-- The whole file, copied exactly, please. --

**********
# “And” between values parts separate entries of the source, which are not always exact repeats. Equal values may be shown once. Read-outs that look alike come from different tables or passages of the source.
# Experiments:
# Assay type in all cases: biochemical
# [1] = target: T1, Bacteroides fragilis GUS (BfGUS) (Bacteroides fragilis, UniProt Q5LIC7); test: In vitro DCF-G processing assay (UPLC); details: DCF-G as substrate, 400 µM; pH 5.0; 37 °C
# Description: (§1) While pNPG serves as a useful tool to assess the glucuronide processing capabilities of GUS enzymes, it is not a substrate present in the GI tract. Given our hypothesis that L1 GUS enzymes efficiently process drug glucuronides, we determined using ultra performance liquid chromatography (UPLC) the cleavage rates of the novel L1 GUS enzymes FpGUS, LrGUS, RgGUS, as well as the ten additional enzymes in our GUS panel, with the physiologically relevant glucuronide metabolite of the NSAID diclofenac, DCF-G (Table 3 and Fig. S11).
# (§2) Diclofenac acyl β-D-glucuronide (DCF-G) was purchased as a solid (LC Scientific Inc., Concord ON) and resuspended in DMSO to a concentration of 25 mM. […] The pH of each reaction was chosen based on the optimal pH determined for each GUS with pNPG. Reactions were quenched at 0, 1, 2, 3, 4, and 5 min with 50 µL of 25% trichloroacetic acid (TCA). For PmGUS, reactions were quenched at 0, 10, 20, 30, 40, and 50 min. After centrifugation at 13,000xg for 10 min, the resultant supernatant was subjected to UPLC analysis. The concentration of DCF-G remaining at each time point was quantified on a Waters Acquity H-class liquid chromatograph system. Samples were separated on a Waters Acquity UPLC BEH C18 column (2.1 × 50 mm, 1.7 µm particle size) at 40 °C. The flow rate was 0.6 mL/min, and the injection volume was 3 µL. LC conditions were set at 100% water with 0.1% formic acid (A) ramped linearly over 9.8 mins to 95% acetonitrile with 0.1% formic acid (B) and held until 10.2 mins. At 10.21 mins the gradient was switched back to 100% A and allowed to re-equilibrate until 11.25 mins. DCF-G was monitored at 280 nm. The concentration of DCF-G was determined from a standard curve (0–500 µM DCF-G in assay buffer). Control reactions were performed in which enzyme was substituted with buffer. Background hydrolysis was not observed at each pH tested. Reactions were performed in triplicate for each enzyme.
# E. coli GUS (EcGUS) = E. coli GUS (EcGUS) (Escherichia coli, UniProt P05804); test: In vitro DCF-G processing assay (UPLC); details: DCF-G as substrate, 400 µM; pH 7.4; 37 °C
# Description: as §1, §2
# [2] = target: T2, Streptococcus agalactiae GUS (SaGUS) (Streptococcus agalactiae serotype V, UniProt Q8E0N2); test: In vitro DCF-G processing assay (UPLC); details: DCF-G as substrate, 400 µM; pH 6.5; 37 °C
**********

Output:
# “And” between values parts separate entries of the source, which are not always exact repeats. Equal values may be shown once. Read-outs that look alike come from different tables or passages of the source.
# Experiments:
# Assay type in all cases: biochemical
# [1] = target: T1, Bacteroides fragilis GUS (BfGUS) (Bacteroides fragilis, UniProt Q5LIC7); test: In vitro DCF-G processing assay (UPLC); details: DCF-G as substrate, 400 µM; pH 5.0; 37 °C
# Description: (§1) While pNPG serves as a useful tool to assess the glucuronide processing capabilities of GUS enzymes, it is not a substrate present in the GI tract. Given our hypothesis that L1 GUS enzymes efficiently process drug glucuronides, we determined using ultra performance liquid chromatography (UPLC) the cleavage rates of the novel L1 GUS enzymes FpGUS, LrGUS, RgGUS, as well as the ten additional enzymes in our GUS panel, with the physiologically relevant glucuronide metabolite of the NSAID diclofenac, DCF-G (Table 3 and Fig. S11).
# (§2) Diclofenac acyl β-D-glucuronide (DCF-G) was purchased as a solid (LC Scientific Inc., Concord ON) and resuspended in DMSO to a concentration of 25 mM. […] The pH of each reaction was chosen based on the optimal pH determined for each GUS with pNPG. Reactions were quenched at 0, 1, 2, 3, 4, and 5 min with 50 µL of 25% trichloroacetic acid (TCA). For PmGUS, reactions were quenched at 0, 10, 20, 30, 40, and 50 min. After centrifugation at 13,000xg for 10 min, the resultant supernatant was subjected to UPLC analysis. The concentration of DCF-G remaining at each time point was quantified on a Waters Acquity H-class liquid chromatograph system. Samples were separated on a Waters Acquity UPLC BEH C18 column (2.1 × 50 mm, 1.7 µm particle size) at 40 °C. The flow rate was 0.6 mL/min, and the injection volume was 3 µL. LC conditions were set at 100% water with 0.1% formic acid (A) ramped linearly over 9.8 mins to 95% acetonitrile with 0.1% formic acid (B) and held until 10.2 mins. At 10.21 mins the gradient was switched back to 100% A and allowed to re-equilibrate until 11.25 mins. DCF-G was monitored at 280 nm. The concentration of DCF-G was determined from a standard curve (0–500 µM DCF-G in assay buffer). Control reactions were performed in which enzyme was substituted with buffer. Background hydrolysis was not observed at each pH tested. Reactions were performed in triplicate for each enzyme.
# E. coli GUS (EcGUS) = E. coli GUS (EcGUS) (Escherichia coli, UniProt P05804); test: In vitro DCF-G processing assay (UPLC); details: DCF-G as substrate, 400 µM; pH 7.4; 37 °C
# Description: as §1, §2
# [2] = target: T2, Streptococcus agalactiae GUS (SaGUS) (Streptococcus agalactiae serotype V, UniProt Q8E0N2); test: In vitro DCF-G processing assay (UPLC); details: DCF-G as substrate, 400 µM; pH 6.5; 37 °C